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Generating efficient derivative code with TAF: Adjoint and tangent linear Euler flow around an airfoil
, 2004
"... FastOpt's new automatic differentiation tool TAF is applied to the twodimensional NavierStokes solver NSC2KE. For a configuration that simulates the Euler flow around a NACA airfoil, TAF has generated the tangent linear and adjoint models as well as the second derivative (Hessian) code. Owing ..."
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Cited by 12 (1 self)
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FastOpt's new automatic differentiation tool TAF is applied to the twodimensional NavierStokes solver NSC2KE. For a configuration that simulates the Euler flow around a NACA airfoil, TAF has generated the tangent linear and adjoint models as well as the second derivative (Hessian) code. Owing to TAF's capability of generating efficient adjoints of iterative solvers, the derivative code has a high performance: Running both the solver and its adjoint requires 3.4 times as long as running the solver only. Further examples of highly efficient tangent linear, adjoint, and Hessian codes for large and complex threedimensional Fortran 7790 climate models are listed. These examples suggest that the performance of the NSC2KE adjoint may well be generalised to more complex threedimensional CFD codes. We also sketch how TAF can improve the adjoint's performance by exploiting selfadjointness, which is a common feature of CFD codes.
A userâ€™s guide to solving dynamic stochastic games using the homotopy method
, 2008
"... This paper provides a stepbystep guide to solving dynamic stochastic games using the homotopy method. The homotopy method facilitates exploring the equilibrium correspondence in a systematic fashion; it is especially useful in games that have multiple equilibria. We discuss the theory of the homot ..."
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Cited by 11 (6 self)
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This paper provides a stepbystep guide to solving dynamic stochastic games using the homotopy method. The homotopy method facilitates exploring the equilibrium correspondence in a systematic fashion; it is especially useful in games that have multiple equilibria. We discuss the theory of the homotopy method and its implementation and present two detailed examples of dynamic stochastic games that are solved using this method.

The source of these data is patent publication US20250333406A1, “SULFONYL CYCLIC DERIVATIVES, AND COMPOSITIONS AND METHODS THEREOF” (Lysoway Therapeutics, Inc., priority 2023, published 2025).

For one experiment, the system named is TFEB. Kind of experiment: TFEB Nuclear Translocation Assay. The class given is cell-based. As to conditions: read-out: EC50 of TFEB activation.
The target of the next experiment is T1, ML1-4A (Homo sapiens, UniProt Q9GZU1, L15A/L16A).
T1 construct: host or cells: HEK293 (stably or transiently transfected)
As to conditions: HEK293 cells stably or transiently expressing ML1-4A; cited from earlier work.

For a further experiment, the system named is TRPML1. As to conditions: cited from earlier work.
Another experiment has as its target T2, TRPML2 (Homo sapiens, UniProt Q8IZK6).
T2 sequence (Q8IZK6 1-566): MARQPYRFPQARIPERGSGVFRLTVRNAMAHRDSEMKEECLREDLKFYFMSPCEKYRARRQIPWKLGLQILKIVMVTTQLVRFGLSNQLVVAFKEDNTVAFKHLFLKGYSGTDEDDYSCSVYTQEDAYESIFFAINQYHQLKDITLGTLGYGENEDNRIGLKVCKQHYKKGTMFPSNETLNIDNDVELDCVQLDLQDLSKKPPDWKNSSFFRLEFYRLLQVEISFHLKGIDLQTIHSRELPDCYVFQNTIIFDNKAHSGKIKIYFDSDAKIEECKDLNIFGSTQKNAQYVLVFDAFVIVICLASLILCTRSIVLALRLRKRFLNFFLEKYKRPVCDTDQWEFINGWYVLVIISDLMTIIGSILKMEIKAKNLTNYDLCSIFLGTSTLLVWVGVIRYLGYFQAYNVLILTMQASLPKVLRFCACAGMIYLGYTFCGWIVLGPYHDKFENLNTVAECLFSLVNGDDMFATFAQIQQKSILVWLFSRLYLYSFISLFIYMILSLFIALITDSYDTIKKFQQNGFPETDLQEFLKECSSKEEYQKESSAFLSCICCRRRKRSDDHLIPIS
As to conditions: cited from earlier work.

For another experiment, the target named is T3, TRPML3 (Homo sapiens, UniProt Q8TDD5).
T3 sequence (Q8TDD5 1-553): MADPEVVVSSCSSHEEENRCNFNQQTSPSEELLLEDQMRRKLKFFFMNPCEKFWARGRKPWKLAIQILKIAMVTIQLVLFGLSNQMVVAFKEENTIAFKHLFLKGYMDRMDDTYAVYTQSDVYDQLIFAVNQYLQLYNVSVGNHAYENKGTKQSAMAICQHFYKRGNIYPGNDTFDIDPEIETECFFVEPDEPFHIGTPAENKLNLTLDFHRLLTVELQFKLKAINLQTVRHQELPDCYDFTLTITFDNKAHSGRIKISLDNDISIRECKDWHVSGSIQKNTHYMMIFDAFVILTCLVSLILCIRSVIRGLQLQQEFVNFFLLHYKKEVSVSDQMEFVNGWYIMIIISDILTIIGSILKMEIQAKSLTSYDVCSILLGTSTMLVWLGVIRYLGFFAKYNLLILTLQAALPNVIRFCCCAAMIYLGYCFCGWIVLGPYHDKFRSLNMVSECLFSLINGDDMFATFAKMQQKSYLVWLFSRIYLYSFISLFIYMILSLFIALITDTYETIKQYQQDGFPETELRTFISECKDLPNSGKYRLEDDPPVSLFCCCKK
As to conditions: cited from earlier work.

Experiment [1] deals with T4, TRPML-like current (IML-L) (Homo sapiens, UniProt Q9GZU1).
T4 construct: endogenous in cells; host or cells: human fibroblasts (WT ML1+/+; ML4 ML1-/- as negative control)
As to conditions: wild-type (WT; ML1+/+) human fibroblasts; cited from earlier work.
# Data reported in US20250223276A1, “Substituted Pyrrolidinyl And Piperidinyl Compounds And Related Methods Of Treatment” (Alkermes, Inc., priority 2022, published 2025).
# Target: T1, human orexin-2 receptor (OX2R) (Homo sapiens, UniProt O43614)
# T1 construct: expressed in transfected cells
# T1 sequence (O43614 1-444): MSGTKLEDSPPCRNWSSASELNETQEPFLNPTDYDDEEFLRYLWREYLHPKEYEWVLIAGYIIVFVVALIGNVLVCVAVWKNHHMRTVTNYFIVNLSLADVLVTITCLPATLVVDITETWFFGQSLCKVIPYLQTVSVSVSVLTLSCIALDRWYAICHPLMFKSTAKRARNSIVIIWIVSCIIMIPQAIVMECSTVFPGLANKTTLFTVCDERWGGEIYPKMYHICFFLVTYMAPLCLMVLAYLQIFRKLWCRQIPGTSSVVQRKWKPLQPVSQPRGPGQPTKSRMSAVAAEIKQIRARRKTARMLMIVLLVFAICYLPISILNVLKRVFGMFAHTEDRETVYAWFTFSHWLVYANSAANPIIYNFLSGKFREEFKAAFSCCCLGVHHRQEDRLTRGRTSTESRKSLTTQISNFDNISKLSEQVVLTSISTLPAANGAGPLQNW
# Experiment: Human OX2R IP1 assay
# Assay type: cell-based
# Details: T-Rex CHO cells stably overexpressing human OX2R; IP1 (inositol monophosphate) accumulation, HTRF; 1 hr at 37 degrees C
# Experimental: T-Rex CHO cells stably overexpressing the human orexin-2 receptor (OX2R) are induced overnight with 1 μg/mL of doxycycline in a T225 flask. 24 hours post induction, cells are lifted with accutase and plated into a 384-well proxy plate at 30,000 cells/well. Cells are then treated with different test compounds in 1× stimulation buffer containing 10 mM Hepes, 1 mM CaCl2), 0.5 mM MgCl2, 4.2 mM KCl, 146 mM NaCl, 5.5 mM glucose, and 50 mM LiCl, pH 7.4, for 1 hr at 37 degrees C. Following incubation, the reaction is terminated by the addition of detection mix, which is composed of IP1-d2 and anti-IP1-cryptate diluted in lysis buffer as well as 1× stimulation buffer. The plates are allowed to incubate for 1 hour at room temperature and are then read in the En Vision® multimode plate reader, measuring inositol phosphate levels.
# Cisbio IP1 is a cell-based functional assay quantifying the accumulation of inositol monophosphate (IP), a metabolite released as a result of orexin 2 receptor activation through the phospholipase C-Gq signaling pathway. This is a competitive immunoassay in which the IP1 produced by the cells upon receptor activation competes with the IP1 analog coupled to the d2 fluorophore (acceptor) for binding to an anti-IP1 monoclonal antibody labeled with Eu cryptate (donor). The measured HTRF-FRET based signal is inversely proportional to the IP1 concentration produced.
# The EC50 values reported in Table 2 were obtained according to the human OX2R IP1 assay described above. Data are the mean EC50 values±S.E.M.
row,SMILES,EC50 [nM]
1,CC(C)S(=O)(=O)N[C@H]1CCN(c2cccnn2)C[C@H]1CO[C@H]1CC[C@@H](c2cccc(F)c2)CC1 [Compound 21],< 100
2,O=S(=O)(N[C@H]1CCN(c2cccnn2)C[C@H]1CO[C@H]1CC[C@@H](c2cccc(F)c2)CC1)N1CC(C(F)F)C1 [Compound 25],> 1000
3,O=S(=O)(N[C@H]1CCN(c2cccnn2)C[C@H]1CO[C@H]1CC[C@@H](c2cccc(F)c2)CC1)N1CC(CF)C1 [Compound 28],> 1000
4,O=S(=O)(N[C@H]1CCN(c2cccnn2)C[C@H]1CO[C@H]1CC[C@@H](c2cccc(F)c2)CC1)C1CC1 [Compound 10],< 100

Automatic differentiation of numerical integration algorithms
 Mathematics of Computation
, 1996
"... Abstract. Automatic differentiation (AD) is a technique for automatically augmenting computer programs with statements for the computation of derivatives. This article discusses the application of automatic differentiation to numerical integration algorithms for ordinary differential equations (ODEs ..."
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Cited by 10 (4 self)
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Abstract. Automatic differentiation (AD) is a technique for automatically augmenting computer programs with statements for the computation of derivatives. This article discusses the application of automatic differentiation to numerical integration algorithms for ordinary differential equations (ODEs), in particular, the ramifications of the fact that AD is applied not only to the solution of such an algorithm, but to the solution procedure itself. This subtle issue can lead to surprising results when AD tools are applied to variablestepsize, variableorder ODE integrators. The computation of the final time step plays a special role in determining the computed derivatives. We investigate these issues using various integrators and suggest constructive approaches for obtaining the desired derivatives. 1.
TimeParallel Computation of PseudoAdjoints for a Leapfrog Scheme